We both miss the military lifestyle greatly. Yes, it has its downsides. There are definite bumps in the road and I’m not too sure I would really want to endure another deployment. But it also made our marriage stronger and it made both of us stronger and more confident as individuals by dealing successfully with all that we did while he served. It’s rare for a day to go by without one of us talking about the Army and I wouldn’t have it any other way.

author avatar
Stacey Abler
Stacey's husband joined the Army in 2003 and was medically retired after four deployments. She enjoys sharing her experiences and expertise around Army life while continuing to support Army spouses and families in their military journey.

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  1. My husband was medically separated from the army twelve years ago. At the time, it was a relief because he would have otherwise been in Kuwait during the birth of our son. Transition into the civilian world was stressful, because we had to sell a house and a car, have a baby, and move eleven hours away with a 10-day-old.

    Having my military “family” around during my husband’s deployment was a life saver! The experience of being a military wife was one that I truly appreciate. The friendships that we made and the lessons I learned have served me well in life!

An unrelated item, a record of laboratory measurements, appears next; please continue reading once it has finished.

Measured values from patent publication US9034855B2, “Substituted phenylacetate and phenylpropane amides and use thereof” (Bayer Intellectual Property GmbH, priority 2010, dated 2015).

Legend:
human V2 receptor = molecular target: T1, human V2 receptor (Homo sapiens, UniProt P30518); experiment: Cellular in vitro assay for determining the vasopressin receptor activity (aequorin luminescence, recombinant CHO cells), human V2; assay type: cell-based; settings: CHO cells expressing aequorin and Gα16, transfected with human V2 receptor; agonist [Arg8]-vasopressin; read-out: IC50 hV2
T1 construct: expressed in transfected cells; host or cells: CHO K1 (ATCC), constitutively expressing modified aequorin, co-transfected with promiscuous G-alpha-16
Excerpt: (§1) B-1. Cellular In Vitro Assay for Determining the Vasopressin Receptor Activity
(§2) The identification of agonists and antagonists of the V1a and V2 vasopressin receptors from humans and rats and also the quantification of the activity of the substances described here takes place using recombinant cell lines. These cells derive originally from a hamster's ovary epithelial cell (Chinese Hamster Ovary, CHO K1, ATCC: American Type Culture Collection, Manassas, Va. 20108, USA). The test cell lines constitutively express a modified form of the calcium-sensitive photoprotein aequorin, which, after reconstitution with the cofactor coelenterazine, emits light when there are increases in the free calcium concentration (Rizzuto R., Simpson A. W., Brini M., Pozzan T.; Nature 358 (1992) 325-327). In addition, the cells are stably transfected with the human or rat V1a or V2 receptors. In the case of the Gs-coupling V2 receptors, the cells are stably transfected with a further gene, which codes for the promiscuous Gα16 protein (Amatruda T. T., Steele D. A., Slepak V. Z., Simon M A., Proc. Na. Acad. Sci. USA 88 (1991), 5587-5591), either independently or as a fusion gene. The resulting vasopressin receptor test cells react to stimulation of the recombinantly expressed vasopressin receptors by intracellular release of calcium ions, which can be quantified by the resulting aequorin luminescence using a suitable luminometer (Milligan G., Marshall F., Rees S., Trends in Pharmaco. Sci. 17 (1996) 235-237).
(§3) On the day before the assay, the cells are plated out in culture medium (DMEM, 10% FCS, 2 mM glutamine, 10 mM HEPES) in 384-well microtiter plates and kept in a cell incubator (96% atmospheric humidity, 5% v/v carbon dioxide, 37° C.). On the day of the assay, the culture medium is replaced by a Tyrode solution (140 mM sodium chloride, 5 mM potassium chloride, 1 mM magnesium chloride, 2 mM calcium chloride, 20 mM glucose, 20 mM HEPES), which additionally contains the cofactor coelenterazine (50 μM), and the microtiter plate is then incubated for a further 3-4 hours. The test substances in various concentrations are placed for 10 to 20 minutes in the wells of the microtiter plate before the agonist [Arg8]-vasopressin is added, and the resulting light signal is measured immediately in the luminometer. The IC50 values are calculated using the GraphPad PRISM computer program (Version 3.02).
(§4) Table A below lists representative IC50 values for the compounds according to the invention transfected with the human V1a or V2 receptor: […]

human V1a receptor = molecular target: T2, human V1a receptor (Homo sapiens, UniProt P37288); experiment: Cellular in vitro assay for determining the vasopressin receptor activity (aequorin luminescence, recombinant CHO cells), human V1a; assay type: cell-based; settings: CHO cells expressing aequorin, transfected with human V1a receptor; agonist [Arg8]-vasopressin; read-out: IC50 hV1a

2. Hi~ I have a question, my husband is in the process of medically retiring. Will or should his unit give him a hail and farewell? With 12 years of service would it be appropriate if I gave him a private party at our home or local hotel conference room?

  3. My husband was told he needed to get VA disability before he could be med-boarded. So they didn’t allow him to re-enlist, it took 1 1/2 years but he got 90% VA disability and he filled out the paper work for med-boarding. That was 7 months ago and we have heard nothing. We don’t know who to contact for this. I really hope someone can help me. This is very frustrating since all his ailments are directly related to his service, most of them happening during one of his 3 deployments.

  4. If othalmic nurse ask you that she want to marry you through matrimony sites and no other information about her than mail. Is this nurse’s are real or fake